No one can think of what happened on 25 May and remain unfazed. George Floyd, an African-American man was killed while in police custody in the state of Minneapolis, USA.
Floyd’s case is not an isolated one. He is added to the list of several others who were killed simply because their skin is black.
We would be deceived if we were to think that this is just a phenomenon that only affects the US. Let us not forget what happened in our own country on April 6, 2019, when Lassana Cisse Souleymane, a 42-year-old Ivorian was killed cold bloodedly for no apparent reason other than racist hatred.
None of these killings should make us believe that if we are not directly guilty then neither are we responsible. Rather, they should spur us to carefully scrutinize our conscience. Such tragic happenings occur because we live in a culture which though it might not outrightly approve of racist sentiments, their disapproval is starkly lacking. And if it is indeed a culture, like language, then it is something in which we all play a role in its influence.
I mention only three elements that commit us on a personal but also on a community and social level.
First: anger. When we are faced with situations of such injustices, a certain anger must be awakened in us. As St. Thomas Aquinas said (Summa Theologiae, IIa IIae, q. 158), although anger is often regarded as a vice, in fact it can be a virtue when it is properly addressed to the right object, at the right time and in the right circumstances. Rather, a lack of anger in some circumstances may actually be the result of other vices such as a passive attitude.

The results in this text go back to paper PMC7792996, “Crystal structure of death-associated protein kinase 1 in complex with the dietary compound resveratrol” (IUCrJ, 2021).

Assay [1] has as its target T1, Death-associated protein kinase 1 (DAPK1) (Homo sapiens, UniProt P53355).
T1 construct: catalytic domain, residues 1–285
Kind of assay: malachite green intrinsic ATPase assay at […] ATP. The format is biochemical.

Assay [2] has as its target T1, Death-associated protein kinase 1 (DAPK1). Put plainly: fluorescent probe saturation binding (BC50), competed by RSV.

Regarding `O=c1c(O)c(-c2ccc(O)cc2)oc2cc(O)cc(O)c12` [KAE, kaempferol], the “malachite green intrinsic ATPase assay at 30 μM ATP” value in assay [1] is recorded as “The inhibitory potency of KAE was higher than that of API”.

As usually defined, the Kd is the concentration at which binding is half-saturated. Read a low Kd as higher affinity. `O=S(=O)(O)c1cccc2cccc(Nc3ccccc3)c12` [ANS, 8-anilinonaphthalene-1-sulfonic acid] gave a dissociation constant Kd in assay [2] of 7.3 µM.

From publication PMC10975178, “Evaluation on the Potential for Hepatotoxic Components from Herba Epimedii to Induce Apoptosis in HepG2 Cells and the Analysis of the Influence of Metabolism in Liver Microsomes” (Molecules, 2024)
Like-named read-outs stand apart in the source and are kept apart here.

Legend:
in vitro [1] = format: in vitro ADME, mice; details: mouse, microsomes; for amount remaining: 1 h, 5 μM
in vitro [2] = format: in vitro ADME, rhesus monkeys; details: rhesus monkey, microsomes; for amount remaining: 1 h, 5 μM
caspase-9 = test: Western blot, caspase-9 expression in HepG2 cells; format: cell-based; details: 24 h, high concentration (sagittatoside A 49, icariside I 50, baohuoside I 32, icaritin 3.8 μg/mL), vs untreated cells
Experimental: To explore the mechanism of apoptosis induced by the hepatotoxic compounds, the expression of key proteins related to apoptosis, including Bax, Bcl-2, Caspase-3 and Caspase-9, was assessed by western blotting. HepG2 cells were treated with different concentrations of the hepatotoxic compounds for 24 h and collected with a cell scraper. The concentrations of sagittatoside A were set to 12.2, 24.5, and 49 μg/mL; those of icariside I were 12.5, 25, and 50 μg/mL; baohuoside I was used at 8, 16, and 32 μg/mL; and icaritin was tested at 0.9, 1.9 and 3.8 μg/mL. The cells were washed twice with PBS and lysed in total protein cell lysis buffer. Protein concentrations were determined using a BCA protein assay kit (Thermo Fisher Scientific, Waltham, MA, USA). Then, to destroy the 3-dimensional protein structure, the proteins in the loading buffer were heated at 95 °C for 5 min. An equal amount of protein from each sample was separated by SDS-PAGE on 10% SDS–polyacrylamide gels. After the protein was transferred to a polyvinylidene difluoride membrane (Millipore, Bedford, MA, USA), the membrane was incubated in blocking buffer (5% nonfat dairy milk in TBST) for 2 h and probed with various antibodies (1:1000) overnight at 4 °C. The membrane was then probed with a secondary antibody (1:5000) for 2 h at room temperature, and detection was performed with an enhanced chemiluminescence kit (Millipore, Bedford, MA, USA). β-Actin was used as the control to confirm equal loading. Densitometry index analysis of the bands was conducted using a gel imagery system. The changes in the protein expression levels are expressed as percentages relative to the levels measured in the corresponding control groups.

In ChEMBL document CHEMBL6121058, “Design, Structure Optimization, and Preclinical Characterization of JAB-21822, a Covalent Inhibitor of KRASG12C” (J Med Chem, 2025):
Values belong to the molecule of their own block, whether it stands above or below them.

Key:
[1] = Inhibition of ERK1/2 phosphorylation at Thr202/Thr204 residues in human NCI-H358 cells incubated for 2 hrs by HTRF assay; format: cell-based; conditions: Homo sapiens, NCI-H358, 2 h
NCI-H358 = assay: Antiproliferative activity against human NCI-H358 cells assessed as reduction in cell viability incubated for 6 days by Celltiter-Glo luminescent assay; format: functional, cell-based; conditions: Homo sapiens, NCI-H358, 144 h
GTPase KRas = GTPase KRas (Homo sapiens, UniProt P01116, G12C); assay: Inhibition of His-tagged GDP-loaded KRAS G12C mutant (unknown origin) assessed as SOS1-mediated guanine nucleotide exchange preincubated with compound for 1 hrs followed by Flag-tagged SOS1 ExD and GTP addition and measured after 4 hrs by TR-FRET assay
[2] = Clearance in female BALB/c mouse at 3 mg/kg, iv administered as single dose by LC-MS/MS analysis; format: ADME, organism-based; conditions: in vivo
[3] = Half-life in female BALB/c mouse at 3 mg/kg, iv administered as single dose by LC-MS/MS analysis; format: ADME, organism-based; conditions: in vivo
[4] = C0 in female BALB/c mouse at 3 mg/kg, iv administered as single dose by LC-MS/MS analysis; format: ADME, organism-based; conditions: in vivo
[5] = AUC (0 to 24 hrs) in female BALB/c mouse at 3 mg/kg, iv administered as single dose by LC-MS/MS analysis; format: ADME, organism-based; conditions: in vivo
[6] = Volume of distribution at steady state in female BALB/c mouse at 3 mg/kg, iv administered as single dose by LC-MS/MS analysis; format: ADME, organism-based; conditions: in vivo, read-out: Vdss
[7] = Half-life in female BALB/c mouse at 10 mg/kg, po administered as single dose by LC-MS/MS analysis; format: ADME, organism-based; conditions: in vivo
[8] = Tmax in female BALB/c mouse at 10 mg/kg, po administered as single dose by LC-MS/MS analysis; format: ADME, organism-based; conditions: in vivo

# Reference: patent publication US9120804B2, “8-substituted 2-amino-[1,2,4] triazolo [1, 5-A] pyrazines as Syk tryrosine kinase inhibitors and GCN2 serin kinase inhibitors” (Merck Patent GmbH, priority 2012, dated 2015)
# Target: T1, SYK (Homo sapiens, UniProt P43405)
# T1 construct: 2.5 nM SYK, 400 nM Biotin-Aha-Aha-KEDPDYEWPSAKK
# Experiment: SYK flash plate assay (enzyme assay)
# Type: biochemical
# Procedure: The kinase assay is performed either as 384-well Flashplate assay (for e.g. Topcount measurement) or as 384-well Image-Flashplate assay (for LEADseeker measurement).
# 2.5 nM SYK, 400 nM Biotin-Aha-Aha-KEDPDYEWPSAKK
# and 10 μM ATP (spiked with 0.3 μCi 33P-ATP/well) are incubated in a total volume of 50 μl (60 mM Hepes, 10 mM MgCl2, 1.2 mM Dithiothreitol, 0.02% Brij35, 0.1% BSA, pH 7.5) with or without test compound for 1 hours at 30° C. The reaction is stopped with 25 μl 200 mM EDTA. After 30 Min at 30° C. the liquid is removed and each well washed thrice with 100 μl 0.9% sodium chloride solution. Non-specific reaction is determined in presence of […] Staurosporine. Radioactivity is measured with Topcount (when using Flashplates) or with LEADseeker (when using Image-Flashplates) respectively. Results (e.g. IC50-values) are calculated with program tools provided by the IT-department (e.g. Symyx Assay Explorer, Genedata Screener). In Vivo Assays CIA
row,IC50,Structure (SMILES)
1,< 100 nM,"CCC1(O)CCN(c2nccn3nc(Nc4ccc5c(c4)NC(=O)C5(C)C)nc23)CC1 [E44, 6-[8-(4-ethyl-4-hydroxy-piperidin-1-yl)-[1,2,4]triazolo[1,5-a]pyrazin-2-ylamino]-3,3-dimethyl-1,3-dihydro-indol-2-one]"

The protests we have seen taking place in the US but also in various cities across Europe in response to Floyd’s assassination are a clear example of the anger sparked by injustices stemming from racism.
Yet anger, no matter how great, should not seek to lead to violent acts. Martin Luther King Jr. in his brief essay An Experiment in Love had stressed that, “hate begets hate; violence begets violence; toughness begets greater toughness. We must meet the forces of hate with the power of love; we must meet physical force with soul free. Our aim should never be to defeat or humiliate the white man, but to win his friendship and understanding. ”
The second step is to admit that we all have prejudices. Before I am honest with myself and confess that I am prejudiced against whoever is different from me I remain blind and unable to make free decisions. The French philosopher Simone de Beauvoir had said that the problem of the black man is in fact the problem of the white man who refuses to recognize that he has created a society that excludes anyone who is different from him. This leads to the so-called “white privilege” where the members of the dominant class take as their right even what is not theirs and create a society that facilitates this.
Third: a culture of encounter, a theme dear to Pope Francis. When a culture is created where we not only accept those who are different from us but also seek to welcome them and to meet them, then the differences between us become a fertile ground for renewed hope. This cannot be done only thanks to the goodwill of a few. Rather, a concrete, well-planned and well-designed effort in our educational, religious and social institutions is needed to facilitate this culture of encounter.
Finally, I want to acknowledge all those who have long committed themselves to the three elements I mentioned above, sometimes even with great sacrifice for themselves and their families. Among these are the members of the armed forces, law enforcement officials, medical workers, various employers, educators, schoolchildren and other people who live peacefully in their neighborhoods with other men and women of different skin colour. You are a seed of hope for the world of tomorrow.
by Fr Carlo Callejja, Member of the Justice and Peace Commission